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How did you do it?? MPG bragging rights!!


Farmall Cub
Lately I've been getting 10 mpg on the highway, and 14-16 on the streets (minimal stop lights, like 4 in town). I don't know why but my mpg randomly dropped again after I fixed it. :[

and does anyone else get better mileage going 35-40 rather than 50-55 like i do?


Farmall Cub
Lately I've been getting 10 mpg on the highway, and 14-16 on the streets (minimal stop lights, like 4 in town). I don't know why but my mpg randomly dropped again after I fixed it. :[

and does anyone else get better mileage going 35-40 rather than 50-55 like i do?

At least on my truck, 34-40 is the lower end of third gear, so that's where the milage is best.


Farmall Cub
Ah. 35 -40 is the low end of my 4th gear. I'd like a different axle ratio. 373's are great and all....

Hal Steward

Farmall Cub
Hell of a truck motor?
Did you put it in an actual truck?
Sorry but I remember my uncle putting a Ponitac v-8 into a F-6 Ford about 1963-64 to replace the flathead. He ran it for awhile but put the flathead back in since it outperformed the Pontiac engine on 1/2 or less HP in that application. The car motor had no low end torque.

Yes it was in 1100b 4x4 rhoades lifters headers Something may have been wrong with that Pontiac But I was geared down some But don't get me wrong I still respect and admire the Ford flat head They are coolest with more after market stuff still today Offy heads and twin dueces sweet and they will hold there own still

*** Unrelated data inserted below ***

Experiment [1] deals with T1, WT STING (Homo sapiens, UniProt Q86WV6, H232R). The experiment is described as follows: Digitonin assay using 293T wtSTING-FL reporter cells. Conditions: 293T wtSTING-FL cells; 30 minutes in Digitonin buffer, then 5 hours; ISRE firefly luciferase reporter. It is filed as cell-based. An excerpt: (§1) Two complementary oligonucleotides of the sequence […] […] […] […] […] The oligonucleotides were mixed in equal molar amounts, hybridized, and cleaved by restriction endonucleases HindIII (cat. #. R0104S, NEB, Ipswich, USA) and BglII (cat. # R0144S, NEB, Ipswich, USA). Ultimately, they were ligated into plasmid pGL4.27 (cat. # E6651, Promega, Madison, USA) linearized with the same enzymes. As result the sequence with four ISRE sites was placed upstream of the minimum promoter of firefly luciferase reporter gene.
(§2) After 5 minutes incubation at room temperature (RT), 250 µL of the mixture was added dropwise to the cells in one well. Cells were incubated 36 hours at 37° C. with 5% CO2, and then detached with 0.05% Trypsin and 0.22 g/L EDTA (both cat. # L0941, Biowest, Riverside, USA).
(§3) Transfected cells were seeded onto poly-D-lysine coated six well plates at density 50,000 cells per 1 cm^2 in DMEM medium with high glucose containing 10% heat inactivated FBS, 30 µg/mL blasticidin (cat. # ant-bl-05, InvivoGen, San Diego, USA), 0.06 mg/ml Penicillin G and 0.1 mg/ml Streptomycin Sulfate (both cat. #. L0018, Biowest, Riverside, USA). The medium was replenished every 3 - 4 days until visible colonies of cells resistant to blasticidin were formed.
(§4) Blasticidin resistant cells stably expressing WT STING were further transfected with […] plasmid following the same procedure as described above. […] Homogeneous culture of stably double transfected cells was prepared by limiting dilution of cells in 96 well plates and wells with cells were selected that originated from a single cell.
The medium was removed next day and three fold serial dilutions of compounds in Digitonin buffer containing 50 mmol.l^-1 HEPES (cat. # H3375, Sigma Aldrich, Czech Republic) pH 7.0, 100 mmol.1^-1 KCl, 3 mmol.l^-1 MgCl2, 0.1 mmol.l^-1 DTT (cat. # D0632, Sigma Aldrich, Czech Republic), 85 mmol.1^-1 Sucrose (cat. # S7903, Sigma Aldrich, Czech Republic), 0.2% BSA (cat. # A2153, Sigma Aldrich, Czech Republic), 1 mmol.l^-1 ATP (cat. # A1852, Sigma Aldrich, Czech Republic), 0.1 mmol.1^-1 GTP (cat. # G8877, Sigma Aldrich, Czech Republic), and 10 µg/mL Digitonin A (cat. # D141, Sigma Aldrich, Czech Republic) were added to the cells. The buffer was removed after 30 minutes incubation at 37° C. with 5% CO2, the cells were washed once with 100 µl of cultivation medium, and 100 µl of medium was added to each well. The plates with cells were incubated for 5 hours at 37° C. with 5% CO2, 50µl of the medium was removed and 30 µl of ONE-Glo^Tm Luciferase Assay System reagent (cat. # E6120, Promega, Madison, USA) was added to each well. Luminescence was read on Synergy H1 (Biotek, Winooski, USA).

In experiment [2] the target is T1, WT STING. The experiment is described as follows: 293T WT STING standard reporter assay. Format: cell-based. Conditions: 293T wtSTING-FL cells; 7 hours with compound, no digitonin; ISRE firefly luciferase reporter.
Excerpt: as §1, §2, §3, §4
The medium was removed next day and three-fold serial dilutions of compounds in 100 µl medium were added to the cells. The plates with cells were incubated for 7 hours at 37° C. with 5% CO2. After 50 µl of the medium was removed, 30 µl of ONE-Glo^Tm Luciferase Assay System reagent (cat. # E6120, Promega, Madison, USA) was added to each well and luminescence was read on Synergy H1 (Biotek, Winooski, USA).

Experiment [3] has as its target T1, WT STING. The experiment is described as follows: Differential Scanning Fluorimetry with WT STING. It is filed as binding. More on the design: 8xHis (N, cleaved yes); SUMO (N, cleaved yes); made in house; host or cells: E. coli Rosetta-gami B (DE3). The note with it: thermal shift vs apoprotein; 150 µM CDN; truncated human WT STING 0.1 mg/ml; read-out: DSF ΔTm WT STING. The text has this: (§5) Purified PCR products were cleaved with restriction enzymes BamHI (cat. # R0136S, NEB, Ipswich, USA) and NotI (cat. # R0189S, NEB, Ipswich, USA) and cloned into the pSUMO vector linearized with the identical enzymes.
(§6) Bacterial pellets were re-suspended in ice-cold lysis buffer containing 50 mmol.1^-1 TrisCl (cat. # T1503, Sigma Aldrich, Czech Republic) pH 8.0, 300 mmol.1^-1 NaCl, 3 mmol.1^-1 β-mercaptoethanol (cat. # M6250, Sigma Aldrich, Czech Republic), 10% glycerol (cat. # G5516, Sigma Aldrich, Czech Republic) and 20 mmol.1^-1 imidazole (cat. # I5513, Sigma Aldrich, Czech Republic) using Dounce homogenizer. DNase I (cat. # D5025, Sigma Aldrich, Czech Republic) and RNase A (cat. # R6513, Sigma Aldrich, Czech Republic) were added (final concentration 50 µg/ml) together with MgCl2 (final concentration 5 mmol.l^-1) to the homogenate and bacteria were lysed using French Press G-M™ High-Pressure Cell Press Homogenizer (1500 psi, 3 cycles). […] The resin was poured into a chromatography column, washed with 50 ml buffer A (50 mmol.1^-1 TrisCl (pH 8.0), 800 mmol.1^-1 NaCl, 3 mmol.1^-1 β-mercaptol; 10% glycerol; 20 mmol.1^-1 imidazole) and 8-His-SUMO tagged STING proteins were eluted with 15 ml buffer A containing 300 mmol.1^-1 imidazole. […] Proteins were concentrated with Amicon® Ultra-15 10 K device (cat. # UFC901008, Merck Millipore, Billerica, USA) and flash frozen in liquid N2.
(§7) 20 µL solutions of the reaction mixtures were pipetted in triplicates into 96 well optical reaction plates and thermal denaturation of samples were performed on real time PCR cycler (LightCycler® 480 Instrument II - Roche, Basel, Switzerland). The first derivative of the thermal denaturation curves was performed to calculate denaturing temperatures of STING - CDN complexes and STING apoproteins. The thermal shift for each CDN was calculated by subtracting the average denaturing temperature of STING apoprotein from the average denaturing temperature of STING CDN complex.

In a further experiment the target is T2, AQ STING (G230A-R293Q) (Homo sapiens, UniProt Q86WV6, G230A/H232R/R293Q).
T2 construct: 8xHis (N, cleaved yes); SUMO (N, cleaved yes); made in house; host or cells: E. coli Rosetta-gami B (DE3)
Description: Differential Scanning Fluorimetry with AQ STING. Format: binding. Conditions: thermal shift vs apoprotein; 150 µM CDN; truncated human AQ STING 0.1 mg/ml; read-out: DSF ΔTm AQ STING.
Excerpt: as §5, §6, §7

Bill Bennett

High Wheeler
There was one time long ago (real gasoline days), I filled both tanks early in the morning before driving the Travelall out to Mojavy, CA. Gas mileage was nearly 23 mpg. As we drove from the rather cold and foggy costal area up to the much warmer desert area, the gas started expanding to the point I had overflow conditions from 'both' tanks at the same time! For a while, the gas was expanding faster than the engine was using it! Of course, coming back down from the desert to the cooler areas, the gas 'shrunk', which didn't make me as happy! Highway mileage now with the Ethanol added is closer to 14+ mpg if I keep the vacuum guage above 15 and the speed below 65 mph.
Bill Bennett 68 Travelall 1100 4X4 304A 2300 350 cfm

derik martin

Farmall Cub
My 1975 Scout with 3.07 gears, stock 304 and stock tire size gets a solid 14-16mpg highway at 70-75mph.

My 1974 200 pickup with 3:73 gears, 32 inch tires and 392ci motor with headers gets no better than 9-10 MPG going 65-70 and it get's much worse in town.

Most of my driving is I-8 east from San Diego where it goes from Sea Level to a little over 4,000 feet.

My 2008 Toyota FJ Cruiser gets about the same mileage as the scout and must downshift on every long hill, both IH vehicle climb everything with no shifing or even slowing down.


Farmall Cub
Back in the late '70's we were operating a fleet of conventional school buses on Loadstar chassis. Most had SV345's and 5-speed directs. Most were geared to go 55 MPH @ 3000 RPM's.

We used one bus for a test bed to find out what worked the best for fuel economy.

Some of the parts and pieces we used included a Mallory MSD iginition and a Holley 2300 Economaster carb.

On route we were able to consistently get 8-9 MPG, up from a consistent. 6-7 MPG. It doesn't sound like a big improvement, but in a fleet a 25% increase in fuel economy can make a big difference in the fuel bill.